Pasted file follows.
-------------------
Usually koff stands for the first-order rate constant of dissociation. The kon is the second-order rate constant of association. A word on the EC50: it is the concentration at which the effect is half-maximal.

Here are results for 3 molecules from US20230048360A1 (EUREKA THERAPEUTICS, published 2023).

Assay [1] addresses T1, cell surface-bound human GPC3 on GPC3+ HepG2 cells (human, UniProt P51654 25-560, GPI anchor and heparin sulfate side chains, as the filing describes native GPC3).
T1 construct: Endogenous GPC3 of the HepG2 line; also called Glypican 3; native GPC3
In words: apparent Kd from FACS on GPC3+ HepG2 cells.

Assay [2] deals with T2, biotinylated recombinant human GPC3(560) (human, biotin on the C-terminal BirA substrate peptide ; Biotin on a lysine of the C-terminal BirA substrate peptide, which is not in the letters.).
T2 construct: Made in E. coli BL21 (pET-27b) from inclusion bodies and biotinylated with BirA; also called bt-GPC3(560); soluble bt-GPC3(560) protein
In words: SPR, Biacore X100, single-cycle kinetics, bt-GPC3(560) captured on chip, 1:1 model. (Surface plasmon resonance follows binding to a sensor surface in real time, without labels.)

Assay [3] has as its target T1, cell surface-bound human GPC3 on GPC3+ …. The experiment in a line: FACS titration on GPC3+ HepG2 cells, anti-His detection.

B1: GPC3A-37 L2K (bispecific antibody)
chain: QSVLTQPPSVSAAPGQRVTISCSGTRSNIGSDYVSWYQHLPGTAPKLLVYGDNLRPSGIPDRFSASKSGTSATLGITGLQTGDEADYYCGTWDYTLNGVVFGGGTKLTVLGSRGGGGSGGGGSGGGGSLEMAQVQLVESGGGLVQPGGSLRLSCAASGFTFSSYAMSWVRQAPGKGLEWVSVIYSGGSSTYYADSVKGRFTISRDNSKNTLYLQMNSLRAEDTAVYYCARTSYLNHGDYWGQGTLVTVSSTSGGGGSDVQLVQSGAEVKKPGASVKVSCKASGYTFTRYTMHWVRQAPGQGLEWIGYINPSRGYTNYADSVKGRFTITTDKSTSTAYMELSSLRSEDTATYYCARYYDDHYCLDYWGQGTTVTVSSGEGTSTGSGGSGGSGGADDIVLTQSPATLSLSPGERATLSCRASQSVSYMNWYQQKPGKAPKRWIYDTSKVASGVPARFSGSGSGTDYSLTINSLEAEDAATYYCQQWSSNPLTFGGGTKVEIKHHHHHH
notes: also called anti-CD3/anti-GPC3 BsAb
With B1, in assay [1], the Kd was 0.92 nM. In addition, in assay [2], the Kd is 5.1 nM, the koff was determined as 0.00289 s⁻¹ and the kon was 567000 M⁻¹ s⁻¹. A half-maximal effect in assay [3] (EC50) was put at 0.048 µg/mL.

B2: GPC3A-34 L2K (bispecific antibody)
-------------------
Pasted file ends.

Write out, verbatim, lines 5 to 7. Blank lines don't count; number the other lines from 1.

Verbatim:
In words: apparent Kd from FACS on GPC3+ HepG2 cells.

Assay [2] deals with T2, biotinylated recombinant human GPC3(560) (human, biotin on the C-terminal BirA substrate peptide ; Biotin on a lysine of the C-terminal BirA substrate peptide, which is not in the letters.).
T2 construct: Made in E. coli BL21 (pET-27b) from inclusion bodies and biotinylated with BirA; also called bt-GPC3(560); soluble bt-GPC3(560) protein